The Day of the Locust meets The Devil in the White City and Midnight in the Garden of Good and Evil in this juicy, untold Hollywood story: an addictive true tale of ambition, scandal, intrigue, murder, and the creation of the modern film industry.
By 1920, the movies had suddenly become America's new favorite pastime, and one of the nation's largest industries. Never before had a medium possessed such power to influence. Yet Hollywood's glittering ascendency was threatened by a string of headline-grabbing tragediesincluding the murder of William Desmond Taylor, the popular president of the Motion Picture Directors Association, a legendary crime that has remained unsolved until now.
In a fiendishly involving narrative, bestselling Hollywood chronicler William J. Mann draws on a rich host of sources, including recently released FBI files, to unpack the story of the enigmatic Taylor and the diverse cast that surrounded himincluding three beautiful, ambitious actresses; a grasping stage mother; a devoted valet; and a gang of two-bit thugs, any of whom might have fired the fatal bullet. And overseeing this entire landscape of intrigue was Adolph Zukor, the brilliant and ruthless founder of Paramount, locked in a struggle for control of the industry and desperate to conceal the truth about the crime. Along the way, Mann brings to life Los Angeles in the Roaring Twenties: a sparkling yet schizophrenic town filled with party girls, drug dealers, religious zealots, newly-minted legends and starlets already past their primea dangerous place where the powerful could still run afoul of the desperate.
A true story recreated with the suspense of a novel, Tinseltown is the work of a storyteller at the peak of his powersand the solution to a crime that has stumped detectives and historians for nearly a century.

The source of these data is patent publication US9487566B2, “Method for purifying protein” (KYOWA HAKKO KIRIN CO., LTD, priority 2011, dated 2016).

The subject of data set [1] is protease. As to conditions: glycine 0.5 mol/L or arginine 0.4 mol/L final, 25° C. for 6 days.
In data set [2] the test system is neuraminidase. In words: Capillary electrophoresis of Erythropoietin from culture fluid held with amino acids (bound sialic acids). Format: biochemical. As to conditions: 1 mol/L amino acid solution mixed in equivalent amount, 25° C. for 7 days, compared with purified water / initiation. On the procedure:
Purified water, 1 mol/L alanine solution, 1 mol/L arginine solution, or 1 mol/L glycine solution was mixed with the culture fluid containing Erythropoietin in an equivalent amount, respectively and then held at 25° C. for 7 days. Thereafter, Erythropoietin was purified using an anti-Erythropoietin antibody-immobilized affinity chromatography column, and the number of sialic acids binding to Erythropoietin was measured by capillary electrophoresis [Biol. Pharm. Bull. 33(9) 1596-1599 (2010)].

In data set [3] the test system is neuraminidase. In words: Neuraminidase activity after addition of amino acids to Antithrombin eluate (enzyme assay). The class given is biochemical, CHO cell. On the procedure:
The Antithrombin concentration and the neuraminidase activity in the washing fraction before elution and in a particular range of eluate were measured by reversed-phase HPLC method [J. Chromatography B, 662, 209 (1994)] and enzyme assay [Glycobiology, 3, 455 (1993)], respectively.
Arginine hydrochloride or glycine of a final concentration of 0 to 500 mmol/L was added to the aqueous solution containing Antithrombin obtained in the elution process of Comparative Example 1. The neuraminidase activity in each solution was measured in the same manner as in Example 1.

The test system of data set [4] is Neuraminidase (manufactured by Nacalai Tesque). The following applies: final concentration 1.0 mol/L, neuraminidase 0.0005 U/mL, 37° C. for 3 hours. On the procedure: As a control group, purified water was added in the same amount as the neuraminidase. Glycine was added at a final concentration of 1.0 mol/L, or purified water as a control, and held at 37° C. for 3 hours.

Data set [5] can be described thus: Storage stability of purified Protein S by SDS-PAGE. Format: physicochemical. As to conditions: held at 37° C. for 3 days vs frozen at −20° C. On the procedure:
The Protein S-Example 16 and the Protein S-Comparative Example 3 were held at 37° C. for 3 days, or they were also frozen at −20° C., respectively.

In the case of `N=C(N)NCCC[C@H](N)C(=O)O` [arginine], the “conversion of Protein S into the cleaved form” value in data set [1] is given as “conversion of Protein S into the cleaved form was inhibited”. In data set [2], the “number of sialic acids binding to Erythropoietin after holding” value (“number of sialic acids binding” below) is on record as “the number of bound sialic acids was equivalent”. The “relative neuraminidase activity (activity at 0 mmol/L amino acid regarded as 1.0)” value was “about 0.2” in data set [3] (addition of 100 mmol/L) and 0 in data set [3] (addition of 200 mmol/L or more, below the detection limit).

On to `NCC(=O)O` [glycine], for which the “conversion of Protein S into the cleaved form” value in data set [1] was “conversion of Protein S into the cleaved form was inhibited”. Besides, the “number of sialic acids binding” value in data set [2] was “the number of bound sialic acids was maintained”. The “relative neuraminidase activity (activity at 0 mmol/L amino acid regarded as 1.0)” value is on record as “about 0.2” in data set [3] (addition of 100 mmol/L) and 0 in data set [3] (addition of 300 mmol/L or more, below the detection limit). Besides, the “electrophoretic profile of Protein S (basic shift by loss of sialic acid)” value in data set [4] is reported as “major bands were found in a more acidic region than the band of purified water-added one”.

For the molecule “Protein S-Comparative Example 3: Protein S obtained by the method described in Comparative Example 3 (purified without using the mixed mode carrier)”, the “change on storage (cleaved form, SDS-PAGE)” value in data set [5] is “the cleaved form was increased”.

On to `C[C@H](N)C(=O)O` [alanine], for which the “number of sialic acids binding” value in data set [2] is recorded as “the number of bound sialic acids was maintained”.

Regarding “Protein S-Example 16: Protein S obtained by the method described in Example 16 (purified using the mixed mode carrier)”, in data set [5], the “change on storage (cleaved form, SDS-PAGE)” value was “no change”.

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"Starred Review. A stellar and gripping true-crime narrative... An engrossing and comprehensive look at the birth of the motion picture industry and the highs and lows it faced in the early 1920s... Mann has crafted what is likely to be a true-crime classic." - Publishers Weekly
"[A] gripping true-crime narrative... Mann expertly juggles the various threads of the narrative to a satisfying conclusion that is sure to please both true-crime and film-history enthusiasts." - Booklist
"Starred Review. A gripping true-crime story that encompasses a colorful period in film history... Mann seamlessly weaves the details of the murder investigation, witnesses and newspaper accounts into the rich history of early film... Mann masterfully captures the zeitgeist of Hollywood in its early days." - Kirkus Reviews
"Sex! Drama! Scandal! If you have the slightest curiosity about the dark purple scars of Hollywood history, this is the go-to book you cannot miss... Epic and fabulousevery page is haunting, every chapter a film noir. I was up all night." - Rex Reed
"William Mann fires on all cylinders in this fascinating real-life crime story that has stumped film fans since 1922. A page-turner with incredible research and prose double-boiled, Tinseltown is a whodunit tour de force, revealing the dark heart of Hollywood." - Patrick McGilligan, author of Alfred Hitchcock: A Life in Darkness and Light
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William J. Mann is an author and historian best known for his studies of Hollywood and the American film industry, especially for Kate: The Woman Who Was Hepburn, named a Notable Book of 2006 by the New York Times and by Publishers Weekly. He has also written Hello, Gorgeous: Becoming Barbra Streisand, Wisecracker: The Life and Times of William Haines, for which he won the Lambda Literary Award; Behind the Screen: How Gays and Lesbians Shaped Hollywood, 1910 - 1969; The Edge of Midnight: The Life of John Schlesinger; and How to Be a Movie Star: Elizabeth Taylor in Hollywood. He is also the author of six novels.
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